Tax

Many Companies Not Ready for E-filing

Attaching documentation and importing disparate data into one format are major concerns.
Stephen TaubDecember 20, 2005

More than one-third of companies that are required to file their 2005 taxes electronically next year are not ready for e-filing, according to a survey by KPMG LLP.

Under the new Internal Revenue Service requirement, all companies that have assets of $50 million or more and that file at least 250 returns annually must begin filing electronically next year.

According to KPMG, just 15 percent of companies have a plan in place to satisfy the e-filing requirement; 30 percent reported that they are researching their options; 18 percent have started to evaluate alternatives. The firm also noted that the IRS has indicated that limited waivers will be granted only for extreme hardship.

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“Although corporate taxpayers may think they have plenty of time to prepare for this change, they should understand that the preparation of this year’s return may require several additional weeks of lead time to transition from traditional tax return preparation processes to the single electronic return transmission required,” stated Michael Dolan, director of IRS policies and dispute resolution in KPMG’s Washington national tax practice, in a press release.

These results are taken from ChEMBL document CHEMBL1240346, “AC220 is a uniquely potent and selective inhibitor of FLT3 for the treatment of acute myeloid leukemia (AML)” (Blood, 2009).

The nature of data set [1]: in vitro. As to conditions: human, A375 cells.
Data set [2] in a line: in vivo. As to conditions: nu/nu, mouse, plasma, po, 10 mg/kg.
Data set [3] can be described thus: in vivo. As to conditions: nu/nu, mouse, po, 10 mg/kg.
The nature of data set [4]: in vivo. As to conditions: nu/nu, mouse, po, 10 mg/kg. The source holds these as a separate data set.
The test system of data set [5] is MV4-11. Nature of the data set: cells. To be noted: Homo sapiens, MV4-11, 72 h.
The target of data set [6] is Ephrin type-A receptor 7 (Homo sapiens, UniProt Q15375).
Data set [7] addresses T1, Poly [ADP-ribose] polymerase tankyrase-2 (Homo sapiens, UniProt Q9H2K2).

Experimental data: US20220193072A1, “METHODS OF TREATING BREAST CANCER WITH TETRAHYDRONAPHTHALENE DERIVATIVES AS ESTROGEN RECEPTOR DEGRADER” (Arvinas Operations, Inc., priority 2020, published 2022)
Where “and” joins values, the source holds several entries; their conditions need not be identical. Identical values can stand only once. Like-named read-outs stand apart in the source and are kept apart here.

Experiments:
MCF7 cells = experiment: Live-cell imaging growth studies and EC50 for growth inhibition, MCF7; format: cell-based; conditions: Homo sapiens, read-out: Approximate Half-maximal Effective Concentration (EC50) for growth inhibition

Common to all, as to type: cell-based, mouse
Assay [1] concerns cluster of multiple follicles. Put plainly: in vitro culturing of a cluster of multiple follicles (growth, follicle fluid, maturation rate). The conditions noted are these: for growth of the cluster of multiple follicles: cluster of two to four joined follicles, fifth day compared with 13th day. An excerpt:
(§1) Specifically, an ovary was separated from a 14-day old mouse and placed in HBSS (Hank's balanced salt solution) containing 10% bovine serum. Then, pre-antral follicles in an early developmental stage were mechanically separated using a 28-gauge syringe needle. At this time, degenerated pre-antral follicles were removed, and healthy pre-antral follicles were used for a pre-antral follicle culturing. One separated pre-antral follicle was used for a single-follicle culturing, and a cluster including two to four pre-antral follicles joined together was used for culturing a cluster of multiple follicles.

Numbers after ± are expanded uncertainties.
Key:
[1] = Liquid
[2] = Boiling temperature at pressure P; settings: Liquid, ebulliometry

KPMG’s poll of 205 corporate tax executives found that their most significant e-filing concern involved issues related to the attachment of documentation, noted by 41 percent of respondents. Another major concern, cited by 35 percent, involved difficulties importing disparate data into one format. Security issues are not a big deal, it seems; they were cited by only 9 percent of respondents.

According to KPMG, 73 percent of respondents plan to license tax software to process and e-file their return; another 14 percent will hire a third-party preparer to handle the return or develop their own proprietary software.